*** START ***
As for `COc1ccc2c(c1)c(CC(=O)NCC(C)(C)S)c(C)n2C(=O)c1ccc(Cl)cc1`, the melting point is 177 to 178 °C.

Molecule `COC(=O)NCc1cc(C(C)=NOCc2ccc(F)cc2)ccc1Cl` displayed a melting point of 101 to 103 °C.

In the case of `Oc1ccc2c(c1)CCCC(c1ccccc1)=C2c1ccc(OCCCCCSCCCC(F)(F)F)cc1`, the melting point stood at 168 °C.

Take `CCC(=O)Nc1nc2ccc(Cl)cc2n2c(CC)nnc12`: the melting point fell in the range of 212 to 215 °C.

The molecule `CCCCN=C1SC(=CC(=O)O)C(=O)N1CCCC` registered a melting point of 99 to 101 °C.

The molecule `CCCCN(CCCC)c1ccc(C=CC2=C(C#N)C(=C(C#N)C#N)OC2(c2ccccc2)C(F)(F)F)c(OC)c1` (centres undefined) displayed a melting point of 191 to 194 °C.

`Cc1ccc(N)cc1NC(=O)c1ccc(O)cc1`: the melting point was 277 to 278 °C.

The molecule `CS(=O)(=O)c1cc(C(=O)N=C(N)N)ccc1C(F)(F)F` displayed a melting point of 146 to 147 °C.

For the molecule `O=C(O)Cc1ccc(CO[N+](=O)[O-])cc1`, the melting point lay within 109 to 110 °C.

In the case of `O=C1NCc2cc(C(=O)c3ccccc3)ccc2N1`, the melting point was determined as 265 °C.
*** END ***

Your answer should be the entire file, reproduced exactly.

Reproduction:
As for `COc1ccc2c(c1)c(CC(=O)NCC(C)(C)S)c(C)n2C(=O)c1ccc(Cl)cc1`, the melting point is 177 to 178 °C.

Molecule `COC(=O)NCc1cc(C(C)=NOCc2ccc(F)cc2)ccc1Cl` displayed a melting point of 101 to 103 °C.

In the case of `Oc1ccc2c(c1)CCCC(c1ccccc1)=C2c1ccc(OCCCCCSCCCC(F)(F)F)cc1`, the melting point stood at 168 °C.

Take `CCC(=O)Nc1nc2ccc(Cl)cc2n2c(CC)nnc12`: the melting point fell in the range of 212 to 215 °C.

The molecule `CCCCN=C1SC(=CC(=O)O)C(=O)N1CCCC` registered a melting point of 99 to 101 °C.

The molecule `CCCCN(CCCC)c1ccc(C=CC2=C(C#N)C(=C(C#N)C#N)OC2(c2ccccc2)C(F)(F)F)c(OC)c1` (centres undefined) displayed a melting point of 191 to 194 °C.

`Cc1ccc(N)cc1NC(=O)c1ccc(O)cc1`: the melting point was 277 to 278 °C.

The molecule `CS(=O)(=O)c1cc(C(=O)N=C(N)N)ccc1C(F)(F)F` displayed a melting point of 146 to 147 °C.

For the molecule `O=C(O)Cc1ccc(CO[N+](=O)[O-])cc1`, the melting point lay within 109 to 110 °C.

In the case of `O=C1NCc2cc(C(=O)c3ccccc3)ccc2N1`, the melting point was determined as 265 °C.